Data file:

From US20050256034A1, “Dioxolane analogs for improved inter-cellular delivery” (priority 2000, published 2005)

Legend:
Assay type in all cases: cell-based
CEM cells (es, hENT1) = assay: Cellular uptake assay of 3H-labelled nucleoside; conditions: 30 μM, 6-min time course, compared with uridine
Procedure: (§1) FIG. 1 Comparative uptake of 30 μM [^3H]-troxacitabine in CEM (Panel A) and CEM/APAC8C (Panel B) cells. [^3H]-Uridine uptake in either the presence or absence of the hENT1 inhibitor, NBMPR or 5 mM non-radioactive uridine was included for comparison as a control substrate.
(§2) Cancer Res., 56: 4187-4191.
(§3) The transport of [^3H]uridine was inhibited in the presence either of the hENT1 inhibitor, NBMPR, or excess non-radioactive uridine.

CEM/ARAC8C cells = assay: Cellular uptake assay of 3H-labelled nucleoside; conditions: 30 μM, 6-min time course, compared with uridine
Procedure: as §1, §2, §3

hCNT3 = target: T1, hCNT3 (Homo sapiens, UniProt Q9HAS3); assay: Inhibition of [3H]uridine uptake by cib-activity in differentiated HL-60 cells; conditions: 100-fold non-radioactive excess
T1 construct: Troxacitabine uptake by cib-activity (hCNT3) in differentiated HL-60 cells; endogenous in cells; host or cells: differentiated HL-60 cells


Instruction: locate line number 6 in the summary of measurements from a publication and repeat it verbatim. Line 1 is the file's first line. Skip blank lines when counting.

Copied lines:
(§2) Cancer Res., 56: 4187-4191.